NAFCU Letter to FHFA on GSEs Buy-Back Policies and Requirements
January 14, 2013
Mr. Edward J. DeMarco
Federal Housing Finance Agency
400 7th Street, SW
Washington, D.C. 20024
RE: GSEs Buy-Back Policies and Requirements
Dear Mr. DeMarco:
On behalf of the National Association of Federal Credit Unions (NAFCU), the only trade association that exclusively represents federal credit unions (FCUs), I am writing to you regarding an issue that is gaining momentum in the secondary housing market – mortgage loan buy-back provisions.
First and foremost, NAFCU would like to thank the FHFA for its continued work to help stabilize the nation’s mortgage market. Since the beginning of the housing market crisis, NAFCU has been in regular contact with the FHFA to express credit unions’ concerns and interests.
A major issue about which we have been discussing with you is access for credit unions and other federally-insured small lenders to the secondary housing market. We have continually expressed our view that policy changes to the secondary housing market must take into account equitable access for credit unions. While there are many factors that directly impact equitable access to the secondary market for credit unions, NAFCU is concerned that Fannie Mae and Freddie Mac (GSEs) may, willingly or as a result of political pressure, impact such access by requiring credit unions and other small lenders to agree to “buy-back” provisions as part of a larger policy to ensure that they purchase or insure only mortgages that meet particular criteria.
Should the GSEs make such demands, NAFCU is concerned that there will be at least two highly undesirable results. First, such policies will reinforce a market that will potentially be predominantly made up of one or a few products. For example, if the GSEs adopt policies requiring buy-back provisions for those loans that are not “qualified mortgages,” i.e., such mortgage loans that do not meet the definition of “qualified mortgages” that the Consumer Financial Protection Bureau established in its “ability-to-repay” rule, the market can only be expected to further contract to absorb very few mortgages outside the “qualified mortgages” realm. Second, any buy-back requirement will disproportionately affect credit unions and other small lenders. Specifically, credit unions and other smaller lenders will be more affected because they do not have the volume of loans or the requisite capital. This would be the case in a scenario where the GSEs adopt a policy requiring a buy-back provision for mortgages that are not “qualified mortgages” as well as a scenario where the GSEs adopt a more general requirement to agree to buy-back provisions.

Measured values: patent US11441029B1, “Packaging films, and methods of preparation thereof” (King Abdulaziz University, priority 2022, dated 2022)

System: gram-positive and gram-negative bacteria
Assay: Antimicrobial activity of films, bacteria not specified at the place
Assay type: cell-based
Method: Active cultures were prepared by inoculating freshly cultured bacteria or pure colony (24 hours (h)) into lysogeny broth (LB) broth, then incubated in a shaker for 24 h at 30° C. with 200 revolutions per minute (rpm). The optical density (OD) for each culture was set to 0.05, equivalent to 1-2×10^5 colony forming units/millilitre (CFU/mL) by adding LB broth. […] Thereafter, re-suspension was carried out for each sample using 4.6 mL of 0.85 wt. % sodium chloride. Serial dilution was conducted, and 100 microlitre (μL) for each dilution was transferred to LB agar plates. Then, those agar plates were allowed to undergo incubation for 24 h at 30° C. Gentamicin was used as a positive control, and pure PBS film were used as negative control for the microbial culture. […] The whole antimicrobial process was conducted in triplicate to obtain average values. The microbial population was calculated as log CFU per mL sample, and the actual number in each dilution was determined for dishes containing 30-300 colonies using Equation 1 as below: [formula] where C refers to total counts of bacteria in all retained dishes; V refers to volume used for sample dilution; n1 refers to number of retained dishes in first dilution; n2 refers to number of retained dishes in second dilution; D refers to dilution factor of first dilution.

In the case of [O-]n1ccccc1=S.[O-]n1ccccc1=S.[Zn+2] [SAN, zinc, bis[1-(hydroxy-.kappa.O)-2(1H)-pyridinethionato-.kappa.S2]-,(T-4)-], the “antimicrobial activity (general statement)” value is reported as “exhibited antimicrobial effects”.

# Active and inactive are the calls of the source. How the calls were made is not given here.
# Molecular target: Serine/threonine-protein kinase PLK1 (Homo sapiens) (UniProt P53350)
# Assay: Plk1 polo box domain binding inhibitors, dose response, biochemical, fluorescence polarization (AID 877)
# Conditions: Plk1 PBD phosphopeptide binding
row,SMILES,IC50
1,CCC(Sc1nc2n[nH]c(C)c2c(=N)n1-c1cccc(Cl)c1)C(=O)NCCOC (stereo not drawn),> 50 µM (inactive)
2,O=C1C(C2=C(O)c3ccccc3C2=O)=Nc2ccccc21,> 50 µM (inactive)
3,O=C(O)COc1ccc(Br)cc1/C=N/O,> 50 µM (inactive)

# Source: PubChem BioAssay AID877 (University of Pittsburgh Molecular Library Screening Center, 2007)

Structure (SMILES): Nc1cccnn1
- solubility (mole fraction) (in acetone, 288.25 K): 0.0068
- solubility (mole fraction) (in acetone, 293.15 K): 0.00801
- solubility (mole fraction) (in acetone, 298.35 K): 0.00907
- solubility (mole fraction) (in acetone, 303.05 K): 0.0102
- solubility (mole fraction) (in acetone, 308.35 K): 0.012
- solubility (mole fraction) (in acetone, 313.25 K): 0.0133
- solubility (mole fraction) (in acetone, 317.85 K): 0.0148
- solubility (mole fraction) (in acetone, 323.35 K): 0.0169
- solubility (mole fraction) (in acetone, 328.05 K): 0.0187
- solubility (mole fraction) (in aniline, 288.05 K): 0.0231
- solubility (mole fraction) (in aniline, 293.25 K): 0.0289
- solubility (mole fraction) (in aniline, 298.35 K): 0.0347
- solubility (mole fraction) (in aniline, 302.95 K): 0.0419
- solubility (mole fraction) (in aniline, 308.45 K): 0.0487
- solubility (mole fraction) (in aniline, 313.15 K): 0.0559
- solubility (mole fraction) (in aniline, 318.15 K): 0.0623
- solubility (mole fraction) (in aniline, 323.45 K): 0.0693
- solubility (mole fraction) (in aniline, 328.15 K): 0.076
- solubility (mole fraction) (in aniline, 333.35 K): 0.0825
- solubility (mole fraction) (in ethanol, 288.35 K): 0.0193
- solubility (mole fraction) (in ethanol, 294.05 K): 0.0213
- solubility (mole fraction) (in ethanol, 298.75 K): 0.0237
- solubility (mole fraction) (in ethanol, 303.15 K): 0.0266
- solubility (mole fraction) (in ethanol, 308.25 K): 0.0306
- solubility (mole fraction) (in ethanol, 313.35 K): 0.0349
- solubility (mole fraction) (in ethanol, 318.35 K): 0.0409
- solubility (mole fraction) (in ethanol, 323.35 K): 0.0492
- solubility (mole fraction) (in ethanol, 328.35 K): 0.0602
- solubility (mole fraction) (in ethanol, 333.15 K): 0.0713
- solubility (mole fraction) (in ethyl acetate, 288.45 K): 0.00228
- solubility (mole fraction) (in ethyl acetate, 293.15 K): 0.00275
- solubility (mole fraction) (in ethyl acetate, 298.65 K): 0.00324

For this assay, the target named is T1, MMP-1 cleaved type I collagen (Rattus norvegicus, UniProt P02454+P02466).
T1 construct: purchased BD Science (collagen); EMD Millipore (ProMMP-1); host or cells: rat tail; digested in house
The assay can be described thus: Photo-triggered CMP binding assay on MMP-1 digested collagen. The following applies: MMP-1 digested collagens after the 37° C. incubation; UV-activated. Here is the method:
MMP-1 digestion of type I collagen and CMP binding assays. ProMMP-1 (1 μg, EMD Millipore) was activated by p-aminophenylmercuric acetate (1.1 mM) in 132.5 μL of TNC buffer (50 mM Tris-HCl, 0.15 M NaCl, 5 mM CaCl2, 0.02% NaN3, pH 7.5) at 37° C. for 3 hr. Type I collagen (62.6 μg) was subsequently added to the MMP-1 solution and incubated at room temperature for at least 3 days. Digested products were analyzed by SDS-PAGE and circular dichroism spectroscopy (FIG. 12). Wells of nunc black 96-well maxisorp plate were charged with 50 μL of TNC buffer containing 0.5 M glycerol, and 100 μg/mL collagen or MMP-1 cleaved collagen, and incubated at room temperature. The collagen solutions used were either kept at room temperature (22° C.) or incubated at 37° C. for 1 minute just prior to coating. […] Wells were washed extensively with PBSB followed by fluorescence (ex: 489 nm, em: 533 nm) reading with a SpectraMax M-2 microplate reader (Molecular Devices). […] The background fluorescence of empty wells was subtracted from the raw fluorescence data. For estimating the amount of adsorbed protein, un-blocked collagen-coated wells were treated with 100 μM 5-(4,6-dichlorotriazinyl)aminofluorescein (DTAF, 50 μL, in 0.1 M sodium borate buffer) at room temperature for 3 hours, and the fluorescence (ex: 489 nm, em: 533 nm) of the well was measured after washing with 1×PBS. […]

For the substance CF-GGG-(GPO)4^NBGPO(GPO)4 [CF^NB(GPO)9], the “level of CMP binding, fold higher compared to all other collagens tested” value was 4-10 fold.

For these reasons, we respectfully request that the FHFA, as both the conservator of and in its oversight and regulatory authority over the GSEs, carefully considers the impact of buy-back policies on credit unions and other small lenders. The consequence of such policies, we fear, would create inequity as regards access to the GSEs between the largest mortgage lenders, who are far more able and equipped to handle such requirement, and credit unions and other smaller lenders.
NAFCU appreciates your attention to this matter. Should you have any questions or would like to discuss these issues further, please contact me at firstname.lastname@example.org or by telephone at (703) 842-2803 or Tessema Tefferi, NAFCU’s Senior Regulatory Affairs Counsel, at email@example.com or by telephone at (703) 842-2268.
B. Dan Berger
Executive Vice President of Government Affairs